JALANDHAR, Punjab — On Wednesday, hours after the Supreme Court upheld the constitutionality of Aadhaar, India's controversial biometric identity project, WhatsApp groups populated by hundreds of young men sitting in rickety computer kiosks installed in villages, cities and hamlets across the country were abuzz with activity.
A year ago, these men with their battered laptops, matchbox-sized biometric scanners and GPS dongles, were authorised Aadhaar-enrolment operators—the most visible sign of India's quest to capture the fingerprints, iris scans and personal details of over a billion citizens into a vast, centralised database. Some worked for private enrolment companies, others had set themselves up as "village-level entrepreneurs" (VLEs) under a government scheme.
By February 2017, over 628,000 people from across the country had signed up as certified Aadhaar operators and supervisors. So when the Unique Identification Authority of India (UIDAI)—the agency overseeing Aadhaar—barred private operators from the Aadhaar enrolment process, hundreds of thousands of them were left jobless and on the brink of poverty.
Today, these operators who have a rudimentary formal education but an instinctive grasp of the Aadhaar ecosystem, have turned into the system's Achilles' heel by participating in a thriving grey market to enrol new users without verifying supporting documents, to update user information without authorisation, and to extract reams of sensitive information despite the UIDAI's ardent claims to the contrary.
As a consequence, the UIDAI has created a security nightmare by giving hundreds of thousands of poorly supervised private individuals access to the world's largest biometric database, and then robbing them of their employment overnight.
These unemployed operators have used WhatsApp to organise themselves into thousands of messaging groups, creating a swarm of well-networked digital touts eking out a living by charging a minor fee to navigate Aadhaar's increasingly unwieldy bureaucracy.
In the process, they have revealed glaring weaknesses of India's digital infrastructure, particularly Aadhaar.
Earlier this month, HuffPost Indiareported on how many of these operators were using a malicious software patch to find their way into the Aadhaar framework they had ostensibly been barred from. Earlier this year, this reporter wrote of how personal information from the Aadhaar database was being sold for as little as Rs 500.
'A Stable Source Of Income'
Ram Lal became an enrolment operator in 2016, when a road-widening project in Punjab's Sangrur district uprooted the small cell phone and downloading shop he ran on the highway just outside Khanauli village.
Lal was 37 years old at the time, and with few prospects of employment.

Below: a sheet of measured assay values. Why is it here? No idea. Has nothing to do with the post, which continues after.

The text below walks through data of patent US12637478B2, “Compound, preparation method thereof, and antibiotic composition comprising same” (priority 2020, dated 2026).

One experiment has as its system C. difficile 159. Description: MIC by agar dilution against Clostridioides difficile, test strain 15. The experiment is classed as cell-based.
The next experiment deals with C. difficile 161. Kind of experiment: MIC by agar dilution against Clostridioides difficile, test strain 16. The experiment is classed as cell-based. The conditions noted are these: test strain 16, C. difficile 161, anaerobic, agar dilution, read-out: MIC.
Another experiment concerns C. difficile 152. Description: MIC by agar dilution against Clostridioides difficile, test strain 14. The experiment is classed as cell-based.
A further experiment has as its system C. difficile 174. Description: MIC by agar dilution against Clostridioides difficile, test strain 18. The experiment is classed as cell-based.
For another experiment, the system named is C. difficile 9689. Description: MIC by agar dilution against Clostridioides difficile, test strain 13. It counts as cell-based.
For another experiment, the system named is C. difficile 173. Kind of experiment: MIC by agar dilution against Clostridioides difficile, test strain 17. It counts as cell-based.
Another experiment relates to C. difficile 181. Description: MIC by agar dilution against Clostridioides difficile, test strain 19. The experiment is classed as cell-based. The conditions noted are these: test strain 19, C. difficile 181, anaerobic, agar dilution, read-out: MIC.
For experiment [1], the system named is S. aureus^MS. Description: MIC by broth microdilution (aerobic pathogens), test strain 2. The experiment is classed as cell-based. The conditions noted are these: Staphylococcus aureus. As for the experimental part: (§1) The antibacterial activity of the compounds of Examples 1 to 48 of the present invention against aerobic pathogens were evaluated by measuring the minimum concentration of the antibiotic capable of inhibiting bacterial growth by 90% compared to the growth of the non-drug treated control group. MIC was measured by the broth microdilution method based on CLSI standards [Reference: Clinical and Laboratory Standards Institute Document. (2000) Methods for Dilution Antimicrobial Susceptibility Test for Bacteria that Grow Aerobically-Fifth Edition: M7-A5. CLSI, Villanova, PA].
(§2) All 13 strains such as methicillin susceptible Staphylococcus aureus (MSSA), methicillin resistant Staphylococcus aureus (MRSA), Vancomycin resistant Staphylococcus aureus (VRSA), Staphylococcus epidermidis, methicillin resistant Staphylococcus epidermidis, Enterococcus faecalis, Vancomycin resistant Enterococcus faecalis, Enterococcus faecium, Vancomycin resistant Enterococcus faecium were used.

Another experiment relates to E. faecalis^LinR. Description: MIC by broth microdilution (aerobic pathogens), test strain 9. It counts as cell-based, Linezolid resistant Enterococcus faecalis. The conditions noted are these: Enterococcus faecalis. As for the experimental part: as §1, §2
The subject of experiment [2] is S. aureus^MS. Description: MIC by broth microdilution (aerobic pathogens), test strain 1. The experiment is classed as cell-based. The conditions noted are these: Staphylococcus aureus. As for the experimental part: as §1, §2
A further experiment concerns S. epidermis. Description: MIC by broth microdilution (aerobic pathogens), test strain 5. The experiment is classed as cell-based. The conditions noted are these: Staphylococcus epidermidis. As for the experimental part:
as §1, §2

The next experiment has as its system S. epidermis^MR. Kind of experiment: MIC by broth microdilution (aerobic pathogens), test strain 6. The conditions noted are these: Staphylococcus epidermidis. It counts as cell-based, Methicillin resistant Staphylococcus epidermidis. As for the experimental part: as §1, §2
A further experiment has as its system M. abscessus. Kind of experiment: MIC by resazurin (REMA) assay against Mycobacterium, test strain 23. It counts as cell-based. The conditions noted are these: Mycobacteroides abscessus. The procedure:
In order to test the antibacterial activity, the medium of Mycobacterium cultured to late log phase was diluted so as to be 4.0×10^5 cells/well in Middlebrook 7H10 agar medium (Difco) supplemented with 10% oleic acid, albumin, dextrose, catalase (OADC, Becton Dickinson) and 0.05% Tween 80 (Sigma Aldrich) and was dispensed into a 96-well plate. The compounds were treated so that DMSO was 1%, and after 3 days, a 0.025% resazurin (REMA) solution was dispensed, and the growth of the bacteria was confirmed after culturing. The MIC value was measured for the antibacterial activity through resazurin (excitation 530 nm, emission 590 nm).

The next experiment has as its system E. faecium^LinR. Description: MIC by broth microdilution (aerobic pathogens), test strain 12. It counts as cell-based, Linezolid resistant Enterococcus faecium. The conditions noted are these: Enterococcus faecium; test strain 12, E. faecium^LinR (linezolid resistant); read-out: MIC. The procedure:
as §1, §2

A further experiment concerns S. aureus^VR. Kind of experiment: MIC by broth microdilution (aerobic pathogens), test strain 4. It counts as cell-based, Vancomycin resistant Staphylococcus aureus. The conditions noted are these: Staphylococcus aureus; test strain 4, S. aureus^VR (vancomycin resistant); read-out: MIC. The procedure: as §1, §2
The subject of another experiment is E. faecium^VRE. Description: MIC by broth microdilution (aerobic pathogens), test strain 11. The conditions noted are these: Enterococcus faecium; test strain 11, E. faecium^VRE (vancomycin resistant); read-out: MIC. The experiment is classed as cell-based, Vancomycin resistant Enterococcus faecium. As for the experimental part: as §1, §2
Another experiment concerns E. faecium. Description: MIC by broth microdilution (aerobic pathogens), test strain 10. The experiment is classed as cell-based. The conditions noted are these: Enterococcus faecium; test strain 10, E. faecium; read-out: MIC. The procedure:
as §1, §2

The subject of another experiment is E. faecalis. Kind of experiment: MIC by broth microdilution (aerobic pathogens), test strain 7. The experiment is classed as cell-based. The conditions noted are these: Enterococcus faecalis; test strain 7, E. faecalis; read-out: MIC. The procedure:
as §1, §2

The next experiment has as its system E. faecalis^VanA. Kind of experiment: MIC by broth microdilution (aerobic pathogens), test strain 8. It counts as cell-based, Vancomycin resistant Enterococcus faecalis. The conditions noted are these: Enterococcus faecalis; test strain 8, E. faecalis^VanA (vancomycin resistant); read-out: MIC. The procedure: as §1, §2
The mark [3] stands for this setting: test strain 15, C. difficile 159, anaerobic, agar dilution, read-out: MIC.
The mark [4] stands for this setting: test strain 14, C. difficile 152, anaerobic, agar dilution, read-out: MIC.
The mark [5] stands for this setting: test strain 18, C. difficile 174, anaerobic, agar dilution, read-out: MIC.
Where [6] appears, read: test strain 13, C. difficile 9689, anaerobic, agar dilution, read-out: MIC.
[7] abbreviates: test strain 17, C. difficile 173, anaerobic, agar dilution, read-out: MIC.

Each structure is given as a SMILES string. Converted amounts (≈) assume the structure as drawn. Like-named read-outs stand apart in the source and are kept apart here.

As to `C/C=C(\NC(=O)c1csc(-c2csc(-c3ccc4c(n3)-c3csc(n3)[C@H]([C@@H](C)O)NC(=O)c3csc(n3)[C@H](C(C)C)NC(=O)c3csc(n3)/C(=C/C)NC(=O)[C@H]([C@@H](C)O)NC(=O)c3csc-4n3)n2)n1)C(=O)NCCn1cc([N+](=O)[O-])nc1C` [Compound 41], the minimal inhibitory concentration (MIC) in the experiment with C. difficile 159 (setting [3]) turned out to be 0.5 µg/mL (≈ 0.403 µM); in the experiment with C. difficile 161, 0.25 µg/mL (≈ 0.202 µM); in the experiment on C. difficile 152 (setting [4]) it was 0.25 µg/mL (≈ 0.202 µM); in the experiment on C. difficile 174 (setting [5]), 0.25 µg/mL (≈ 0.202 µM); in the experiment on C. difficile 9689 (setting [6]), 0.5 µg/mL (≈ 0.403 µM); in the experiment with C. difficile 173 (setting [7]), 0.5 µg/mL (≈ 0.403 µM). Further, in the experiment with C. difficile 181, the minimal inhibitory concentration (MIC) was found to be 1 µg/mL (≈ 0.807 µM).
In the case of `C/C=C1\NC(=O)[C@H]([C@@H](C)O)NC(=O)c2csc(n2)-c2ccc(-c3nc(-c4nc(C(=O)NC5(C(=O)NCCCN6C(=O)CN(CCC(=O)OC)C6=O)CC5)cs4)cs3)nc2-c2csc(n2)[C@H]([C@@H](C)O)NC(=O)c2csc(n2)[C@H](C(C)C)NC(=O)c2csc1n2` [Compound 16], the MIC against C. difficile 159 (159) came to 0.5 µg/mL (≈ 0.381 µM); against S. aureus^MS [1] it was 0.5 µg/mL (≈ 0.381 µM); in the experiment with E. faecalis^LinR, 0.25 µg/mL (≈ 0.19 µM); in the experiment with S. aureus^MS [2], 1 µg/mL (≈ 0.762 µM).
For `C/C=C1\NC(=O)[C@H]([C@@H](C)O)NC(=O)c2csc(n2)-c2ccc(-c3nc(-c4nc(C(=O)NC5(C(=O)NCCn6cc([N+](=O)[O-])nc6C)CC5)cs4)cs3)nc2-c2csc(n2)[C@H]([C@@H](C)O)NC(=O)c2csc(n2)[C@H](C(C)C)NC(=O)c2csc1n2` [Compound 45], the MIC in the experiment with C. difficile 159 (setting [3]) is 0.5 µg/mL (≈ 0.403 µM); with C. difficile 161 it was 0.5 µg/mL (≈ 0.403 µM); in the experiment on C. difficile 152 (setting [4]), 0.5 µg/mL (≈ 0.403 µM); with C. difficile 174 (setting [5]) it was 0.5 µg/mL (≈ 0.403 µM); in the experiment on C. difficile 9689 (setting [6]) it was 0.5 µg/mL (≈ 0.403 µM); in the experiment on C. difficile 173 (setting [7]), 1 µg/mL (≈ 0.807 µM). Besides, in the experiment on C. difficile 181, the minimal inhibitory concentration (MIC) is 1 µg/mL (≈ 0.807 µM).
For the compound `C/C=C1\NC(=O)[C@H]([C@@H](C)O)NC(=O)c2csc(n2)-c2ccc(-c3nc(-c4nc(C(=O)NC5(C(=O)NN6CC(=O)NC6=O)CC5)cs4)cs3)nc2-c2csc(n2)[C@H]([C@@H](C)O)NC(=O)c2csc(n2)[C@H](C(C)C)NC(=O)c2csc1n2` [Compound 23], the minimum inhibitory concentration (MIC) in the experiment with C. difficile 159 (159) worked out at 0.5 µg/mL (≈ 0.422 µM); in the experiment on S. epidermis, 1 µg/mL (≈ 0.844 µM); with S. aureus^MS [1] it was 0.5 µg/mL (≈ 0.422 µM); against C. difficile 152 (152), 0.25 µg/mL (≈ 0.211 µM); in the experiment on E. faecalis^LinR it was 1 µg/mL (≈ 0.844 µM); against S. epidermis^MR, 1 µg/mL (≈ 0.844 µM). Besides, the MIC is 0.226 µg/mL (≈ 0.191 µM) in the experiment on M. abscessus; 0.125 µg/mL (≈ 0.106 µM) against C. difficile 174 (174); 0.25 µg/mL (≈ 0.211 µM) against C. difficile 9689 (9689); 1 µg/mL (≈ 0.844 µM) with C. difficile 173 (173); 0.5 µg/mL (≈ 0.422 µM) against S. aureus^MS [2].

"It was the most difficult time for me," said Lal, who dropped out of school in Class 10. "I was unable to pay school fees for my two children. We were reduced to eating one meal a day."
There are few jobs to be had in Khanauli, where the local economy is still almost entirely supported by farming. So when Lal heard that the local Common Services Centre (CSC) had openings for Aadhaar enrolment operators, he paid Rs 12,500 to the local district manager to sign up as a VLE. CSCs are a network of village computer centres to help rural residents access e-governance services such as pensions, student scholarships and ration cards, for a minor transaction fee paid to the VLEs who run them.
At the time Lal signed up, CSCs had emerged as an important node for Aadhaar enrolment. Till date, CSCs have enrolled close to 190 million Indians into the Aadhaar framework, making them the single largest contributor to the scheme. As of 2015-16, the most recent data published by the government, printing Aadhaar cards accounted for the largest number of CSC transactions. As per an agreement with the UIDAI, enrolment operators would be paid Rs 50 for every successful Aadhaar enrolment.
For Lal, running an Aadhaar enrolment centre seemed like a stable source of income.
To make this happen, he took a loan, and sold his wife's ornaments to buy the biometric devices needed for Aadhaar enrolment. "As I was unable to buy new machines, the district manager bought me old ones for Rs 59,000," he said.
Lal was not alone. The millions of jobs promised by the Narendra Modi government never materialised, and in an economy where youth unemployment is running at 16%, and 82% of men and 92% of women earn less than Rs 10,000 a month, the role of an Aadhaar operator carried a faint patina of white-collar work, and the gloss of the prime minister's frequent invocations of the promise of "Digital India".
"Many of these youths who have studied up to the senior secondary level dipped into their family savings of up to Rs 3 lakh to set up computer kiosks to offer e-governance services to the common citizens," said Ravneet Singh, former district manager for CSC in Sangrur.
The costs include the biometric devices to capture biometrics and iris scan, the computer, printer, hiring an assistant and paying rent for the shop. Start-up costs often include bribes of up to Rs 50,000 to the enrolment agencies to get their enrolment credentials activated out of turn.
In 2017, a year after Lal set up his shop, the UIDAI terminated Aadhaar services at CSCs, and his life was upended once again. Under pressure for faulty enrolments, data leakage and a lax approach to security, the authority turned the most vulnerable links in its data-chain into scapegoats by pinning the blame for all the system's flaws—structural problems, human error, and poor planning—on the enrolment operators.
The authority mandated that all enrolments move to government premises and banks, terminated all private enrolment agencies and discontinued its contract with CSCs. Lal was jobless once again.
"People used to stand in long queues since morning," Lal said, recalling the heyday of Aadhaar enrolments, when the government sought to make an Aadhaar number mandatory for accessing practically every public and private service. "However, the place got deserted soon after the service was taken away from us. The footfall now is restricted to only 4-5 people on a single day."